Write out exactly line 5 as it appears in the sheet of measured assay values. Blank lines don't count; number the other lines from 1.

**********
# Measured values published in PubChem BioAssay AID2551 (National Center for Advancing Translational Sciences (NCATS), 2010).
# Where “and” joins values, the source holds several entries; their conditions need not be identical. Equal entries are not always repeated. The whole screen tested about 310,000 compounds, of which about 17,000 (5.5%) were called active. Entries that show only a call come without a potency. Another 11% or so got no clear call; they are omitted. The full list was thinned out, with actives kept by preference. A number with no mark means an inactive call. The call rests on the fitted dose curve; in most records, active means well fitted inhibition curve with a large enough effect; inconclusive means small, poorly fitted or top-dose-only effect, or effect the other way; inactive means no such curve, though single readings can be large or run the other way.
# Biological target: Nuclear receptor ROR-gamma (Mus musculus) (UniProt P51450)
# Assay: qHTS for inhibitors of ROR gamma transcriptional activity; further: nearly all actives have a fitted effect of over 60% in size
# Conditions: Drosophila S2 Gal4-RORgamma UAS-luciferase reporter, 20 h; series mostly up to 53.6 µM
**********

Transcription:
# Conditions: Drosophila S2 Gal4-RORgamma UAS-luciferase reporter, 20 h; series mostly up to 53.6 µM